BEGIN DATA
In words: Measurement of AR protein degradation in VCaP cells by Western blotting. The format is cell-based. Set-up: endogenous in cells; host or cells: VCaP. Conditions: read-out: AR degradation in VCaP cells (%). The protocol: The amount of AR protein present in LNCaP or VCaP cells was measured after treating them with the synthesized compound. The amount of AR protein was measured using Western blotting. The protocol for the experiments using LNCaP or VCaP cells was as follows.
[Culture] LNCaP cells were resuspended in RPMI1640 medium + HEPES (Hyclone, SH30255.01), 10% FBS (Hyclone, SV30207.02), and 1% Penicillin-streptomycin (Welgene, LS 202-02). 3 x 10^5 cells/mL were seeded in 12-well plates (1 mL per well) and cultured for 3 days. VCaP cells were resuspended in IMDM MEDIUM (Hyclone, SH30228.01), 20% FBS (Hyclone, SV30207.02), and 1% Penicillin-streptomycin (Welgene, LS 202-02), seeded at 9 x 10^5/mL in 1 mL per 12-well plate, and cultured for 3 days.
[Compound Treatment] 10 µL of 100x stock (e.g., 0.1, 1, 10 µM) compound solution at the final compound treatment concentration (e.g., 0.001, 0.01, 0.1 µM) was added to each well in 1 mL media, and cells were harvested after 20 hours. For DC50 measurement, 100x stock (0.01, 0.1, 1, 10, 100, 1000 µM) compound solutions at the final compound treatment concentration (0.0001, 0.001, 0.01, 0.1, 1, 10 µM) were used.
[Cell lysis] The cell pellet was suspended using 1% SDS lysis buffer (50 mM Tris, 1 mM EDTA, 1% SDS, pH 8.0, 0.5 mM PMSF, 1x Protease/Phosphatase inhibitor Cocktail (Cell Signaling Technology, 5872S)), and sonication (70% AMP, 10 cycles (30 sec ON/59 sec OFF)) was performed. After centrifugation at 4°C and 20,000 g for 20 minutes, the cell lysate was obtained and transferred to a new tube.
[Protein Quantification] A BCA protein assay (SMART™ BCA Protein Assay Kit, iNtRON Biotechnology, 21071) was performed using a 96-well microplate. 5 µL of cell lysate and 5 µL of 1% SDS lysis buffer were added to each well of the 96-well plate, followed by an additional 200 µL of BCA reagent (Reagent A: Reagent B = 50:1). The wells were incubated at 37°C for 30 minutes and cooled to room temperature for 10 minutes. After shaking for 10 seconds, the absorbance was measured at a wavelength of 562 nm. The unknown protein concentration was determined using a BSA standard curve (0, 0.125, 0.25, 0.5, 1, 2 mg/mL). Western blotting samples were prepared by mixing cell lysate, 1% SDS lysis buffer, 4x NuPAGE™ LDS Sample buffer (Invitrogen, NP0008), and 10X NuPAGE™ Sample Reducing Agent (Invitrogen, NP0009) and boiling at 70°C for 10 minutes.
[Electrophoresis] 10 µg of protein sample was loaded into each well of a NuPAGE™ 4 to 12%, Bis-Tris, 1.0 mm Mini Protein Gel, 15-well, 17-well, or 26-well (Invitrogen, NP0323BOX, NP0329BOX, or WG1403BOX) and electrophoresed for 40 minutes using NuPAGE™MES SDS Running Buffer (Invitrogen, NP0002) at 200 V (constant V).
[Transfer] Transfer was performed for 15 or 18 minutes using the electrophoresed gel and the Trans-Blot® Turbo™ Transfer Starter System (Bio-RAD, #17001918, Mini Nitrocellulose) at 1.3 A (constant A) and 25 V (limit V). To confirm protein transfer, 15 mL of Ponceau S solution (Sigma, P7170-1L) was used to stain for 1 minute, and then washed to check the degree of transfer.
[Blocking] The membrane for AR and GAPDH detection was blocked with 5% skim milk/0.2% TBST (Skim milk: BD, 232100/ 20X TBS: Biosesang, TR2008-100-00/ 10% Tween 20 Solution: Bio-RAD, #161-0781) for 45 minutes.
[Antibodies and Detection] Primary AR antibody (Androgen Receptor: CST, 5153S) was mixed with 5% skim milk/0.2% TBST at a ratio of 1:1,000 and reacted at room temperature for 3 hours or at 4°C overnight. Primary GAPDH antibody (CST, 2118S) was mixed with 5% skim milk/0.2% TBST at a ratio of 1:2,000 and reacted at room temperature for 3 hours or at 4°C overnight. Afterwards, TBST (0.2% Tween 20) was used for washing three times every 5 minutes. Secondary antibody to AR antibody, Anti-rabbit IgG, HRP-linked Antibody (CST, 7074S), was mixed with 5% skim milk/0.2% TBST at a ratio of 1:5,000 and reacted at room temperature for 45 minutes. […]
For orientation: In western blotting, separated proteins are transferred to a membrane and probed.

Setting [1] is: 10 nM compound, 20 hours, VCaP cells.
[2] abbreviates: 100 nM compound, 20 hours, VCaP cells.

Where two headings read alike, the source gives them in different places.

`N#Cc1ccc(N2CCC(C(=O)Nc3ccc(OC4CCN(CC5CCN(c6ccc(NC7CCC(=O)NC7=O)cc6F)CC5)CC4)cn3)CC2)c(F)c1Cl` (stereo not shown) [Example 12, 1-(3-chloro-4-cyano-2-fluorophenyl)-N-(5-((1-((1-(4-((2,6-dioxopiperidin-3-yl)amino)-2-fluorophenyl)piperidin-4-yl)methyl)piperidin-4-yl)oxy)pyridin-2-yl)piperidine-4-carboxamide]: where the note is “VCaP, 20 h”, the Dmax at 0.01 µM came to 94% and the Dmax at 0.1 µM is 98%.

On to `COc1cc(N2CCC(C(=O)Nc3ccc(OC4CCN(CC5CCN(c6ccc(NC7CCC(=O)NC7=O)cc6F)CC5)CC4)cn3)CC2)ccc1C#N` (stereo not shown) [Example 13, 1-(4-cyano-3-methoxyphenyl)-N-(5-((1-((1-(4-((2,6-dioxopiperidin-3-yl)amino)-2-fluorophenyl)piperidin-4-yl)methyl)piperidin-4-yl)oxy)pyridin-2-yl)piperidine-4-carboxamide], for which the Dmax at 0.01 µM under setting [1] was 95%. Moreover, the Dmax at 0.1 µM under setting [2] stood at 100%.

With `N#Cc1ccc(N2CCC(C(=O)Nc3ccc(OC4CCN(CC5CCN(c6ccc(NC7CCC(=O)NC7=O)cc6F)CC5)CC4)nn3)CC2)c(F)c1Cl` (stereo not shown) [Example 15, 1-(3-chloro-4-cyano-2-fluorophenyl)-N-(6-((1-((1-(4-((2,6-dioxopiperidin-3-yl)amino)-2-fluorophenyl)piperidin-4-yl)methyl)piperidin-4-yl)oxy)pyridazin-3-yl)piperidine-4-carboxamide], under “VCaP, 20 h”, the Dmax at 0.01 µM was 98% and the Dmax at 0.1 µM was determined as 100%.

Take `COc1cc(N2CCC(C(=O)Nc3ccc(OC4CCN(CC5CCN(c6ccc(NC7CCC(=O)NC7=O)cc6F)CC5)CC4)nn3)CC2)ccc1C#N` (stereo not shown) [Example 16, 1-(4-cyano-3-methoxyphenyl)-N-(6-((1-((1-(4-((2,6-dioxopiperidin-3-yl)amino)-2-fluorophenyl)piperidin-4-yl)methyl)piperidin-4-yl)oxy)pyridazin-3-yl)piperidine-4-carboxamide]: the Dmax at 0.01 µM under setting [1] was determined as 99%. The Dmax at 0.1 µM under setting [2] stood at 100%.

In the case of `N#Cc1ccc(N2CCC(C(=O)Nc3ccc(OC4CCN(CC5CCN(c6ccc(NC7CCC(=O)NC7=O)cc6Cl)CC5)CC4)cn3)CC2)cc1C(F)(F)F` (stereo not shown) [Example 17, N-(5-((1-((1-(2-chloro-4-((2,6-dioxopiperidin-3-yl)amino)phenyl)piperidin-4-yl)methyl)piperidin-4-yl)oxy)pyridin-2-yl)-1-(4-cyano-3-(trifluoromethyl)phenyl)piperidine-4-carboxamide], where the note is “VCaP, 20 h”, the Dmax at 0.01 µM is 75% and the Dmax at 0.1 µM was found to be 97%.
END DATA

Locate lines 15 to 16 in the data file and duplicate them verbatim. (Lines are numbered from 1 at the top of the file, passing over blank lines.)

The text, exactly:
On to `COc1cc(N2CCC(C(=O)Nc3ccc(OC4CCN(CC5CCN(c6ccc(NC7CCC(=O)NC7=O)cc6F)CC5)CC4)cn3)CC2)ccc1C#N` (stereo not shown) [Example 13, 1-(4-cyano-3-methoxyphenyl)-N-(5-((1-((1-(4-((2,6-dioxopiperidin-3-yl)amino)-2-fluorophenyl)piperidin-4-yl)methyl)piperidin-4-yl)oxy)pyridin-2-yl)piperidine-4-carboxamide], for which the Dmax at 0.01 µM under setting [1] was 95%. Moreover, the Dmax at 0.1 µM under setting [2] stood at 100%.

With `N#Cc1ccc(N2CCC(C(=O)Nc3ccc(OC4CCN(CC5CCN(c6ccc(NC7CCC(=O)NC7=O)cc6F)CC5)CC4)nn3)CC2)c(F)c1Cl` (stereo not shown) [Example 15, 1-(3-chloro-4-cyano-2-fluorophenyl)-N-(6-((1-((1-(4-((2,6-dioxopiperidin-3-yl)amino)-2-fluorophenyl)piperidin-4-yl)methyl)piperidin-4-yl)oxy)pyridazin-3-yl)piperidine-4-carboxamide], under “VCaP, 20 h”, the Dmax at 0.01 µM was 98% and the Dmax at 0.1 µM was determined as 100%.